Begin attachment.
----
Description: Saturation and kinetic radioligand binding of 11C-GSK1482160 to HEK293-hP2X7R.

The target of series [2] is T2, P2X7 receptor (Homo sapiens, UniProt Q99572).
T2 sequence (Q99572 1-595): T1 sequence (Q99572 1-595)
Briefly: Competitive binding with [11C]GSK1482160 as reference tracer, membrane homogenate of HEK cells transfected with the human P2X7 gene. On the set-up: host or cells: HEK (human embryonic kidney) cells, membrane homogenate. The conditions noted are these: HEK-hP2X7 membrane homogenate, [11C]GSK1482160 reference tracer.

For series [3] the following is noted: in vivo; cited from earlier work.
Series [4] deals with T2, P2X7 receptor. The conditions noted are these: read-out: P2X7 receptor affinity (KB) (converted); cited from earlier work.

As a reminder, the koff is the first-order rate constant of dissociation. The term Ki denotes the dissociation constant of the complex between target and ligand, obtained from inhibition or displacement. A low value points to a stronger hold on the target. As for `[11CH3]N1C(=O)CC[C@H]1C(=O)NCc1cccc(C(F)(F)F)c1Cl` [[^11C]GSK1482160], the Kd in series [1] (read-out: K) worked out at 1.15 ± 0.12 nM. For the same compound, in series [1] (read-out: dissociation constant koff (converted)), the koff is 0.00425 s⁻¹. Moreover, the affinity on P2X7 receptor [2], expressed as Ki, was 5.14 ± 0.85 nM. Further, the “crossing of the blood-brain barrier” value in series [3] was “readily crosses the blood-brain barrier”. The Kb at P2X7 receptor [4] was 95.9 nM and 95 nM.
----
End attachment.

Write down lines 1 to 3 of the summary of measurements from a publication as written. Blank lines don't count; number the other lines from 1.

Description: Saturation and kinetic radioligand binding of 11C-GSK1482160 to HEK293-hP2X7R.

The target of series [2] is T2, P2X7 receptor (Homo sapiens, UniProt Q99572).
T2 sequence (Q99572 1-595): T1 sequence (Q99572 1-595)